The Bob, October 1989
by James Hopkins

With a label name like C est La Mort and labelmates who used to play with This Mortal Coil it's a good guess that Area is not a bcer guzzlin' rockabilly band but an outfit dedicated to funeral tempos and prettily wafting melodies that slowly and sexily intone over spacey synthesizers. There's no denying kinship here with the merry groups of 4AD. The music of Henry Frayne and Steve Jones splits into tunes where silence is an active partner to the sparse, delicately repetitive guitars, floating and ringing minimalistic keyboards, and basses that plunk like tolling bells: while at other times the songs parallel the slow. sad art/pop of the salad days of OMD. Pushing above the music like a blast of winter wind comes lyricist/melodist Lynn Canfield, whose rapturously chilly voice breathes tunes like a horny spirit obsessively recording a constantly shifting series of surrealistic and sharply detailed images and moods. She intensely describes the hills and valleys of her emotional landscaPe with clinical simplicity -- until a wildly romantic odd-angled flash of memorv adds a dash of symbolism to her gleefully neurotic lines.

By now all you raunchers and raunchettes have long ago fled this review, ears plugged with cotton and feet flung toward the first exit. But for those others who feel that the 4AD sound has its own strange little joys, but who wonder why they should listen to this trio, there's a simple answer. Area uses their influences carefully as springboards to create unique melodies and thoughts of their own, creating a production sound that is crisper and more intimate than the epic sweep of the British moodists. The sexy fairy passion of Canfield and the evocative landscapes drawn with brain power by the band give reason to hope that Area will not have to look back for long at the other side of the ocean.

This perfect dream is an extremely wistful and precious one. The music is reminiscent of what might occur if Dururtti Column were to mate with the Cocteau Twins, particularly in the case of "With Louise." The whole album is a fine peice of work, with a lot of variation within the band's hypnotic and delicate style. "I'll Gather Flowers" has hints of minimalism, and at times is a bit like the Penguin Cafe Orchestra with female vocals added. "Why Should I Worry" is a bit more fast-paced than most of the songs, with a good sense, of percussion. Lynn Canfield's vocals add a lot of dimension to the band's identity and her style is unique and does not seek to emulate others in this genre, such as Virginia Astley. The album is twee, delicate, winsome and yes, absolutely precious, much in the same way a This Mortal Coil album can be. But if you find that sort of music enjoyable, as I do, then this album will surely not disappoint you.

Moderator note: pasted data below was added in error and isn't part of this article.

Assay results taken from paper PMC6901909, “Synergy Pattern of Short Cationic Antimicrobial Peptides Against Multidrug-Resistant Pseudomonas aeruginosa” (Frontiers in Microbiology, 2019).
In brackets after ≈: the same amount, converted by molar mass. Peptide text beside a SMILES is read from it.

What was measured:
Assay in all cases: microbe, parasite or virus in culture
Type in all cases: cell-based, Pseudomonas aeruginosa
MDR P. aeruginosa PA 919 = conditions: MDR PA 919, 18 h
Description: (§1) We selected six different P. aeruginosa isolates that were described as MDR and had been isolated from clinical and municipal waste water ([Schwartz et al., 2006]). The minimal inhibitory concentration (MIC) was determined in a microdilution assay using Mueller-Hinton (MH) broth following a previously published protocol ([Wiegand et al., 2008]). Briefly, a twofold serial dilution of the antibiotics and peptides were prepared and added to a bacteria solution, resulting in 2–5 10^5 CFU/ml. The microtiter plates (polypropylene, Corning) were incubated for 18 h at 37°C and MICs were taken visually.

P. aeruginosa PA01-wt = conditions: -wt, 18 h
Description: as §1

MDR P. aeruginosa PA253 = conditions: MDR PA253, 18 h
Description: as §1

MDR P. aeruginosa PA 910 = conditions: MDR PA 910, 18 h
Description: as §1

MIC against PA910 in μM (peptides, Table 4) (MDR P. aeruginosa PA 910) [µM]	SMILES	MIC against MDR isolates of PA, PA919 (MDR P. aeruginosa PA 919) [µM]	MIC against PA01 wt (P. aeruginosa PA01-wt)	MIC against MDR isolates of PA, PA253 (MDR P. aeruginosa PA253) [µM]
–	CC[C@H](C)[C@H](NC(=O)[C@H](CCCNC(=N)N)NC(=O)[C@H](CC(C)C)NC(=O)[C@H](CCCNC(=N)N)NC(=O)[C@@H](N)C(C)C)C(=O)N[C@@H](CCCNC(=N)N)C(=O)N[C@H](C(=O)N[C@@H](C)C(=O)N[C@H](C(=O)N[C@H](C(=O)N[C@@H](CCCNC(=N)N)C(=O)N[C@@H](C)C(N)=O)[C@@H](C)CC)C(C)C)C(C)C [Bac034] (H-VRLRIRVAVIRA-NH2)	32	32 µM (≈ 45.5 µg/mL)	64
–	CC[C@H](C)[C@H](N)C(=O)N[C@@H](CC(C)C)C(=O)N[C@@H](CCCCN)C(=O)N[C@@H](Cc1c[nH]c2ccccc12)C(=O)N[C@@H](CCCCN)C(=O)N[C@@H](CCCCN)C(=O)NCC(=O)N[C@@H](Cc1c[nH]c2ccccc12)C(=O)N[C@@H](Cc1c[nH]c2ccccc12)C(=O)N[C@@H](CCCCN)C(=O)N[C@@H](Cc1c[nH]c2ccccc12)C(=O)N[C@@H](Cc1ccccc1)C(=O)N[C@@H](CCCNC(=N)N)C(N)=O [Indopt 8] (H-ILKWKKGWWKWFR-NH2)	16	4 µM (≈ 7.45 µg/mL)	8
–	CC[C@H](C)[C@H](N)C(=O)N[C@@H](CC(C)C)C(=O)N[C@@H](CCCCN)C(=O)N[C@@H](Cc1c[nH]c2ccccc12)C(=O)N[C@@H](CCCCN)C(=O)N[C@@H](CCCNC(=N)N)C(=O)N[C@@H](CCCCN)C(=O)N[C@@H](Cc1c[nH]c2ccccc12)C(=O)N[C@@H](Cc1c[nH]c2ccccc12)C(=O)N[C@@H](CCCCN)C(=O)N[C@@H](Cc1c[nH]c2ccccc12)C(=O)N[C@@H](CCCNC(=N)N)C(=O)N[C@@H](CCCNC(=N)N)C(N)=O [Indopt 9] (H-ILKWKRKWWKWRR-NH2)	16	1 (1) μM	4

OPtion, September 1988
by Maria V. Montgomery

Press release, circa 1989


In May l986, Steve Jones of The Arms of Someone New had a little time on his hands and some now material that was developing in a direction different from TASN'S. So he invited a couple of friends from Office Records' ACK-ACK to collaborate and "just see what happens." Guitarist Henry Frayne also had a few songs in the works which were added to the experiment. Lynn Canfield, then a keyboard player, decided to end a two year hiatus and redevelop her skills as vocalist/lyricist. The music came together naturally and steadily, enabling Area to release an LP length cassette in the fall of '86. This tape was so well received that the group continued to write and record as often as possible through the fall and winter. This spree culminated in the release of the "Radio Caroline" LP in March 1987 and was followed by a month or two of rest.

For the rest the year, they slowed down, allowing a greater attention to detail and some guest work by a handful of Champaign musicians. Nick Rudd contributed a song, Glenn Graham played sax and clarinet on a number of pieces, and K. Paul Boyev sat in on bass. Lynn started taking more time to hone lyrics and strengthen her voice, increasing its flexibility. In the studio he was building, Henry developed his songs to near completion before recording them with Steve and Lynn. Steve. in his studio and at the U of I's Synclavier lab, remained prolific as before and began experimenting with arrangement and focusing on post-production until every song was in its finest form.

While Steve relocated to Northern Wisconsin and the group adjusted to the necessity of long-distance calls and frequent travel , C'est La Mort Regards expressed interest in their material and by May 1988 released Area's second album, "The Perfect Dream."

In November of 1988, CLM released CD versions of the first two albums, with additional tracks from White Canvas New Hope and some previously unreleased material. Busier than ever, Area was finishing their third album (and CD) Betwecn Purple and Pink which will be available in the spring of 1989, and planning videos to accompany this release. With recording studios close by, each member has continued to write and develop on a regular basis.

The band does not champion a philosophy aggressively but instead allows the music to communicate what the musicians believe: the lyrics are very personal and attempt to convey an emotional experience. With a combination of honesty and care, the project succeeds on a personal level and as a result attracts an audience with similar values. The emphasis is human in order that, at its best, the music is rich to those who hear the same things in their lives. 




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